1. The pillar of Worship
  2. The pillar of Children and families
  3. The pillar of Stewarding and resourcing
  4. The pillar of serving people in need

The Church Council who are responsible for the oversight of the spiritual life of the congregation have suggested that we build one pillar at a time rather than trying to build all four pillars at once.  We have prayerfully been led to grow the Worship pillar first as we consider it to be the central focus of our congregational and individual lives.  The other pillars will be developed over the next 12 – 18 months.

Last Sunday (being Father’s Day) our theme was The Father Heart of God.  This Sunday we are still looking at The Heart, but it is The Heart of Worship.  Any examination of what worship is must begin with an understanding about who God is.  The whole subject of worship rises and falls according to our understanding and concept of God.  Last week in our Father’s Day service we looked at a number of images and concepts that we may have about what God is like or how we see God.  We particularly considered the image of “Father” and how Jesus related to God in a very intimate and personal way.  In John’s gospel, Jesus says, “My prayer for all of them is that they will be one, just as you and I are one, Father – that just as you are in me and I am in you, so they will be in us, and the world will believe you sent me.” (John 17:21)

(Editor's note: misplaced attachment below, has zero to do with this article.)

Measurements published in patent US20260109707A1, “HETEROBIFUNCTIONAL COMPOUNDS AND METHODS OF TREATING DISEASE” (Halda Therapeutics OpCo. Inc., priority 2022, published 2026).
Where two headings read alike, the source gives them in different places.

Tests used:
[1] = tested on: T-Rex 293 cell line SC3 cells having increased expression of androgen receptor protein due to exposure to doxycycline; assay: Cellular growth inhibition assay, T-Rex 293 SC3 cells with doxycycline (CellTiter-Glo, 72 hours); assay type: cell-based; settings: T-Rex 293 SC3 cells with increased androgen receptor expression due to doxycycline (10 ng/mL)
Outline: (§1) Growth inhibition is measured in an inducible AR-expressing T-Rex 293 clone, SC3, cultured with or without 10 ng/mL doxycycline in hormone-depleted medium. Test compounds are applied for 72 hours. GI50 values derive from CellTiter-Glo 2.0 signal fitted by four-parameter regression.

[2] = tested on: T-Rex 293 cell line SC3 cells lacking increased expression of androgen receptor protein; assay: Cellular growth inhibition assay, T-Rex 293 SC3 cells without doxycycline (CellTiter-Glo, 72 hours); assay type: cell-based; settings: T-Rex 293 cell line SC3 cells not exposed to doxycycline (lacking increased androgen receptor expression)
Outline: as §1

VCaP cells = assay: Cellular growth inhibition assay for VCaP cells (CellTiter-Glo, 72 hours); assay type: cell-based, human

Today as we move towards focusing on worship, we need to recognize that we simply do not worship God in the way God created us to worship until we understand something of who God is.  What comes into our minds when we think about God is most important.  Worship is pure and base according to whether the worshipper considers high or low thoughts about God.  A wrong concept of God will lead to wrong conclusions about God.  For example if you entertain the thought that God does not have your highest interests at heart then it will most certainly affect the way you worship God.  You cannot worship someone you don’t trust.

The great reformer Martin Luther took to task the priests of his day because they portrayed God as prominently stern, punitive, demanding and angry.  They seemed to know nothing of the love that God had for His children in sending His Son to be their savior.  In other words, they carried a concept of God that was unworthy of God.  Luther himself viewed God in those harsh terms early in his life.  However one day as he received a revelation from Scripture it revolutionized his concept of God, and that revelation led to what we now call the Reformation (1500-1650).

As we share this WORSHIP journey together over the next few months, I hope that we will have a REFORMATION as God re-forms and re-veals to us what it means to be worshipping God in Spirit and in Truth (John 4:24).  I don’t really know what that is going to look like or feel like or taste like or sound like, but I’m very excited to partner with everyone in the congregation in finding out what God’s Holy Spirit is going to reveal to us as we develop the Pillar of Worship.

So I invite you in the words of the psalmist to ‘Glorify the Lord with me: let us exalt his name together’ (Psalm 34:3) …. this week….Rev. Brad Foote

 

The Heart of Worship (1)

Every week I generally “greet you and welcome you to worship”.  But what is WORSHIP?  Over the next few months our congregation will be going on a journey of exploration, about worship.  Why might we be doing this you may be asking?  As a result of the review we conducted last year, our congregation identified four pillars that we wanted to grow or focus on over the next few years within the life of Ashmore Uniting Church.  The pillars were articulated as:-